The photo shows the front of our house in August.
I read a lot of novels in August – mostly in the back garden over extended lunches under our parasol. Apparently, I didn’t read any short stories or fanfiction. That shouldn’t surprise me, really, because having reached the end of my long tbr list I haven’t (yet) started downloading like a maniac again!
It occurs to me that I ought to explore in more depth what makes books truly memorable (or not) for me and that will probably be my next post. Meanwhile, here are August’s recs and non-recs.
War for the Oaks by Emma Bull***** A gorgeous urban fantasy written in 1987 and considered seminal in the genre. Exciting, beautiful and romantic (m/f).
Subtle Blood by KJ Charles***** A totally gripping end to the Will Darling mm inter-war spy trilogy. The story would make a good film. I won’t give any spoilers here. I also read the short interlude To Trust a Man on his Oath, sent as a pdf in her newsletter and that was a lovely prequel to this novel.
Seven extremely good:
Jared by RJ Scott**** (Boyfriend for hire Book 4) An endearing story about a young boy trying to rent a boyfriend for his widowed father.
Winter Cowboy by RJ Scott****Daniel and Micah and a lot of angst.
Summer Drifter by RJ Scott**** Continues the story of Micah and his sister but adds Quinn and Levi for another angsty romance – with horses on the ranch. I make no apologies for the number of RJ Scott books here – this author can be trusted to deliver an interesting and exciting story, beautifully told.
A deal with the elf king by Elise Kova**** Luella is chosen as the new human queen and must come to terms with her elvish husband and the problems of both their lands. Nice magic and well developed characters. There’s a series, but the book is adequately standalone.
Stranger at the Dower House by Mary Kingswood**** Murder and fraud (not associated with each other) wrapped up in Regency romance. A good read if you have no Heyers to re-read. Some echoes of Austen, but faint.
Northanger Abbey by Jane Austen**** (re-read). The satire seems a bit heavy handed on a second or third reading. Not sure if that’s my tastes changing or whether satire (and other humour) works best when completely fresh. Take note, writers in this group of reviews, that I’m comparing you with Austen…
Love’s Legacy by Blake Allwood**** Two young men inherit, respectively, a motel and a ranch. There are family problems to grapple with and some violence, as well as their growing attraction to each other. A nicely rounded story with excellent minor characters and some good world building.
Six readable but not specifically recommended:
The House in the Woods by Mark Dawson *** Combined police procedural and PI investigation. Rather long winded and I never really took to any of the characters. First in the Atticus Priest series but I won’t be looking for the sequel.
The First Time Ever by L M Krier*** Police procedural (book 1 of a series) which has a gay detective and some nice local detail (set in Stockport) but the dramatic highpoints are muted and there is too much fairly mundane police station stuff.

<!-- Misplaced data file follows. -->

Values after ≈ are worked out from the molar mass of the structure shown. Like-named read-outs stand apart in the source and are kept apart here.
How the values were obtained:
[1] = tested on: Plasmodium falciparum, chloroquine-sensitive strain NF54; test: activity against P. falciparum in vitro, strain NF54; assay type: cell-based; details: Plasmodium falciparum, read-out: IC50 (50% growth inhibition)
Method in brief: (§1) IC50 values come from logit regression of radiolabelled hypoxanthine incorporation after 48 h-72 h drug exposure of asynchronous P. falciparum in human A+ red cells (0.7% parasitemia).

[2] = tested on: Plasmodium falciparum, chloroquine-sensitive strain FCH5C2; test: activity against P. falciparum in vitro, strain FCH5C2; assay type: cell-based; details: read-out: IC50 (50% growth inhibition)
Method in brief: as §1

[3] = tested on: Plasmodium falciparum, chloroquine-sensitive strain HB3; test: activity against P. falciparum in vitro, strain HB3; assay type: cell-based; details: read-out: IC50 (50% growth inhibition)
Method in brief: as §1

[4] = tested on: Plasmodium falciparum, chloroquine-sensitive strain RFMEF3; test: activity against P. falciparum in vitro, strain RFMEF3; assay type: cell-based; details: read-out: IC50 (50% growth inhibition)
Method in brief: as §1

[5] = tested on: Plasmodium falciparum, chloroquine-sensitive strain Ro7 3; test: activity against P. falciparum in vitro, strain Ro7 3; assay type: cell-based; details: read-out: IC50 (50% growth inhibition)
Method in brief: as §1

Her Missing Daughter *** by DS Butler. Some poor writing and proofing. In the final all-action scenes there’s a sudden switch from 1st person to 3rd. We don’t know the dog’s breed till the epilogue. The plot hinges on the villain being insane. I read to the end because I wanted to know who dunnit but then wished I hadn’t bothered. This author comes highly recommended by the UK Crime Book Club but I don’t really know why.
A quiet place to kill by NR Davis*** Set on a WWII airbase. Another one with a mad villain. . A series is promised/threatened
The Cruel Prince by Holly Black*** Great world building, but I disliked all the characters intensely, so I won’t be reading the second volume (The Wicked King) of The Folk of the Air. Scrapes into Urban Fantasy by a whisker, but mostly set in a modern fairyland.
Serial by Casey Hill*** Forensic investigation that is mostly boring and occasionally unrealistically exciting. .
Two abandoned, but not because the books themselves deserve criticism:
Turning Point by Jeffrey Deaver. The story follows the criminal rather than the investigators so doesn’t appeal to me.
More than this by Alexa Milne. The book starts with sex (f/f) between largely unknown protagonists so I put it down. I need to know the characters before I can read explicit scenes.
I know perfectly well that both these books will appeal to a lot of people and both authors are good writers. It was just that in these instances, their work was not for me.
I know Northanger Abbey involves satire/humour because I was frequently told so when studying it for O-level. Even though I’ve reread it since, it’s forever tainted by my teenage dislike.
I don’t like the villain being mad being the explanation.
It’s certainly not my favourite of Austen’s books! In fact, I only really love Emma and Pride and Prejudice. I can’t imagine doing Northanger Abbey for O-level but then we did The History of Mr Polly which was dire.
I feel cheated, somehow, when the villains are insane. It seems such a cop-out.